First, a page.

Some weeks ago I mentioned that I want to submit Cat’s Eyes for consideration. The manuscript has been completed for some time, but I haven’t done anything with it since entering it into a competition last year. Anyway, once the decision was made to submit it I set about, and spent over a week, writing a one page query letter. As I wasn’t entirely happy with what I had I did some research to ensure I was including all the right things for such an important letter (which I was). Finally…I pushed the letter aside as I still felt something wasn’t quite right.
Yesterday I mentioned in an email to a friend that I needed to get onto this submission. I questioned my reasons for not sending it out already. No reason really came to mind, except self doubt and that’s not a good reason to hold back a submission. Actually, the thought angered me so last night I opened that query letter and looked at it again. It has all the elements of a good query letter. I know that for sure, however, I still had to do some more research. In the end, I had to concede that I’ve done the best I can with it and now I have to take a chance.
Once this decision was made, I turned my research to publishers instead. Who do I want to submit to? My first choices are the big names – Scholastic, HarperCollins, Random House, Penguin and Allen & Unwin. I visited each website and found their submission guidelines. Two are not taking submissions of any kind at this time. Two would accept full manuscripts for children’s manuscripts, but only queries for adult manuscripts (luckily, my manuscript is for children). One would only accept an email query from unpublished writers, promising a response within two week. This is the one I targeted.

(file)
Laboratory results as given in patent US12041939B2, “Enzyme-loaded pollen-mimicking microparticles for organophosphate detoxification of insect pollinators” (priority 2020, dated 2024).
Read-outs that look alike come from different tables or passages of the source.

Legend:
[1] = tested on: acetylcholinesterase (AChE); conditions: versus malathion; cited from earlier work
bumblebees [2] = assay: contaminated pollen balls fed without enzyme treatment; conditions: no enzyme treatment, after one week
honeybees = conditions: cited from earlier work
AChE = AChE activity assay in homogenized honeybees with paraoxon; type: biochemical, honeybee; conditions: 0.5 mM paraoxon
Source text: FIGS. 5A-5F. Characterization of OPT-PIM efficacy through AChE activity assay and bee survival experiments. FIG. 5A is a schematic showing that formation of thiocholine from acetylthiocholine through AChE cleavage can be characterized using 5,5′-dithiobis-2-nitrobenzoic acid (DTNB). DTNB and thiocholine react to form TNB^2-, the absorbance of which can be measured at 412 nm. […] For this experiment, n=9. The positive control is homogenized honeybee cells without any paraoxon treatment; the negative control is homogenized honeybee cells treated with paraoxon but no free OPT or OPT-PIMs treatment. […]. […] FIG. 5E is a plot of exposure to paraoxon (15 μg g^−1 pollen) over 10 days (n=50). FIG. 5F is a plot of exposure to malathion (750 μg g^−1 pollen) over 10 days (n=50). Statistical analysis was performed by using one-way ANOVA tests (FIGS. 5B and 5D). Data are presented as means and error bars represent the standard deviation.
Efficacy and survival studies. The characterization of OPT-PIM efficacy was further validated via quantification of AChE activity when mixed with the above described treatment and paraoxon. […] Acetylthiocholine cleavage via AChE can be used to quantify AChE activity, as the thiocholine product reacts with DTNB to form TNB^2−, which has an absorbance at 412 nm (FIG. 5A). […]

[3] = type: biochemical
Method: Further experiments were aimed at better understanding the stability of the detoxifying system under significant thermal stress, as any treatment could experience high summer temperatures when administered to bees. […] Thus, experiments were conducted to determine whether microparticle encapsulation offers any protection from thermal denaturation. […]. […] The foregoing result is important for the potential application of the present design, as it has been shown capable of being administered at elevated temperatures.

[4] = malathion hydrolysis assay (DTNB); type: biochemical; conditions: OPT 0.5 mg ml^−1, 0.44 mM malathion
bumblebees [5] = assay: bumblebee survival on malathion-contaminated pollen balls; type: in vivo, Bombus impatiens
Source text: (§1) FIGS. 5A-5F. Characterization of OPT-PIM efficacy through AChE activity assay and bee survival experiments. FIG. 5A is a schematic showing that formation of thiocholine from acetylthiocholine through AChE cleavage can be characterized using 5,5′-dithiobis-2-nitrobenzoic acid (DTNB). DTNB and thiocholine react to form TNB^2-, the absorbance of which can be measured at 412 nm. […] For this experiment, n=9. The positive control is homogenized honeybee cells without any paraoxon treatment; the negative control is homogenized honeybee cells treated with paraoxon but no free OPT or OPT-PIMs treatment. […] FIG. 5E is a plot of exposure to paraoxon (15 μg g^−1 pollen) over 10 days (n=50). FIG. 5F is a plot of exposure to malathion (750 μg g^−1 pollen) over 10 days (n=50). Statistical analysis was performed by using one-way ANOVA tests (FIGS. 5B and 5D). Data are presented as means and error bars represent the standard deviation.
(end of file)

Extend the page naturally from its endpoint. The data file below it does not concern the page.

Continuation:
The guidelines were clear, so I adjusted my letter accordingly. They also only wanted the first 250 words of the manuscript, as a sample of my writing. This once again reiterates the need for strong openings, which I’m a believer in, so that shouldn’t be a worry. I read through that one and a half pages … oh, three dozen times, at least. Still not confident enough to send the email, I sent it to myself first as I wanted to see how it would be received. Seeing the email made me feel better. It looked professional and there were no errors, but there was a problem. There was an attachment! I didn’t include an attachment and the guidelines clearly stated that emails with attachments would not be read. I fiddled with settings, which made no difference. Then I copied and pasted the contents of the letter into a fresh page and emailed it to myself again. No attachment. Yay. I emailed it again to be sure. OK, we’re in business and now it’s time to send the real email.
Have you ever noticed how hard it is to press “send” when the email is this important? My cursor hovered over the button for several minutes; I kept wanting to read the entire thing one more time (just to be sure). Finally, I had to force myself to click on the button and trust in myself. The email – the submission – has been sent. I have done the best I can, with the manuscript and the letter. Now I must wait and see if that is enough.